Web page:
Anyway, Jack's car breaks down in a desert town where, of course, the hottest chick in town (Melissa Joan Hart) completely falls for him and, of course, he meets a mentor (Robert Guillaume) who strives to teach him the true ways of karate er, I mean music. Will Jack Satin get the girl? Will he become the kind of singer he was always meant to be? Who hell knows? The movie concludes before we find out.
Melissa Joan Hart is adorable and Robert Guillaume is a treasure. Both are utterly wasted here. Hamilton von Watts paradoxically gives a good performance but does so in the wrong film. This is a fairly broad and unrealistic tale, the sort where someone getting bashed in the head and abandoned in the desert to possibly die is treated like a school yard prank. Von Watts, however, gives Jack Satin a much more realistic edge, like he's playing a supporting part in some hip, indy crime drama. Co-writer von Watts also commits the cardinal sin of writer/actors. He writes a big, fat starring role for himself and then forgets to make the character at all sympathetic, appealing or engaging, assuming his own awesome charisma will win the viewer over. Bad assumption.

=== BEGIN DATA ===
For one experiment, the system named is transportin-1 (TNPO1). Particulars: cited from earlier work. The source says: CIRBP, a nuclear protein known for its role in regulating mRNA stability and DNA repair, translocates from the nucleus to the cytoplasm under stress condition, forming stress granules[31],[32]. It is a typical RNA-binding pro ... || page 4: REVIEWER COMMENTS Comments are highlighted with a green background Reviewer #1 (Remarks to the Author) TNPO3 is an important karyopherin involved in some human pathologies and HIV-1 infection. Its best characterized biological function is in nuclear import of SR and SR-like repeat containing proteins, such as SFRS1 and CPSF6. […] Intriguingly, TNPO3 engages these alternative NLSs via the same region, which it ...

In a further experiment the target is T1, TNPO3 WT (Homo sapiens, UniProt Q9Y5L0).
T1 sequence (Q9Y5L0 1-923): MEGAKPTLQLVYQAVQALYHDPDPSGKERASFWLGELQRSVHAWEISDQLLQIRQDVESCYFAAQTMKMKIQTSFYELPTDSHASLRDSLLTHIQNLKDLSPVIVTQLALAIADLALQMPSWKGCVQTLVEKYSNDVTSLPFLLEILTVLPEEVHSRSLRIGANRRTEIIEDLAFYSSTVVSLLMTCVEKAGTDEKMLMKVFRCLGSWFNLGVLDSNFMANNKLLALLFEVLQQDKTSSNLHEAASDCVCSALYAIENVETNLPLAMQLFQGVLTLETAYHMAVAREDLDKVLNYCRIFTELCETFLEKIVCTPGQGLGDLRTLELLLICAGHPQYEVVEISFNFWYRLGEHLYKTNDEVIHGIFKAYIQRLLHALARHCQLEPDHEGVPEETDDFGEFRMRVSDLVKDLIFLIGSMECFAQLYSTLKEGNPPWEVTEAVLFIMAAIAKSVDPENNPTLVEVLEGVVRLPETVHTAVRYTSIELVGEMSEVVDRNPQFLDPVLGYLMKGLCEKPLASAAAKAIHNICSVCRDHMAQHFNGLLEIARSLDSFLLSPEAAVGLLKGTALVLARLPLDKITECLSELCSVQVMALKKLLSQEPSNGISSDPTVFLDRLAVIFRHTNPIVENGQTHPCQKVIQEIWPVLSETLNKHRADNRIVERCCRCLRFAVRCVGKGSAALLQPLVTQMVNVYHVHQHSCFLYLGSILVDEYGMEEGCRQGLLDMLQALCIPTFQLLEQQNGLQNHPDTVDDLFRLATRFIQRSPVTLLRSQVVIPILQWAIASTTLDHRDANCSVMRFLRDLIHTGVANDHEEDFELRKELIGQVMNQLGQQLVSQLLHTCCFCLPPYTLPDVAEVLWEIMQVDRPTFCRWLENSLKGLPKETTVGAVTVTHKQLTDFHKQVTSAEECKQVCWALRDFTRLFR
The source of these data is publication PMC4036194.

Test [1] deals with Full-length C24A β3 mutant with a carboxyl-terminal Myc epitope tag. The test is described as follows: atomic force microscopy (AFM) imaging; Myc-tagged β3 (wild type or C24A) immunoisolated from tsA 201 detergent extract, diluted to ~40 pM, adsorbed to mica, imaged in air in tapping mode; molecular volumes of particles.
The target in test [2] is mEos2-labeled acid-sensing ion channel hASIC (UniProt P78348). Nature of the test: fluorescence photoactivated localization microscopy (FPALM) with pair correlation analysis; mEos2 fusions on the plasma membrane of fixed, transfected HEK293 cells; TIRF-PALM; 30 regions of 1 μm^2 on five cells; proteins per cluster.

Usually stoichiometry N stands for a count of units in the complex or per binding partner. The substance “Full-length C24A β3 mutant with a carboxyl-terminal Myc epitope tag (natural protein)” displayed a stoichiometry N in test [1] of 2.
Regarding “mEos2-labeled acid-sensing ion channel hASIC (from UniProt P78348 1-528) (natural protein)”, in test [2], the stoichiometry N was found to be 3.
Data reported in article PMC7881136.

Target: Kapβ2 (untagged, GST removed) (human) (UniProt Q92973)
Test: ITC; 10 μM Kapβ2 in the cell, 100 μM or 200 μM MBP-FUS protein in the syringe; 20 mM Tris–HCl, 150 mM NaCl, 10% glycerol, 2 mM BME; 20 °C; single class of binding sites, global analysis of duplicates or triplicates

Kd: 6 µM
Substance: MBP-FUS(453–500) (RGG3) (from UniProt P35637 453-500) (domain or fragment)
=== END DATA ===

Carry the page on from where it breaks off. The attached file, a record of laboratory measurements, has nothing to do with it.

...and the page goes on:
The direction of Christopher Olness is okay and I can't say this motion picture is boring. I'm not going to get into the two enormous plot holes because if you've seen Satin, you know exactly what I'm referring to and if you haven't and go watch it after reading this review, you deserve all the misery coming to you.
If this disaster could have somehow been cinematically medicated and focused on being one kind of story all the way through, who knows? It might have been decent. As it is, Satin should be bound in a straitjacket and left to rot in a rubber room.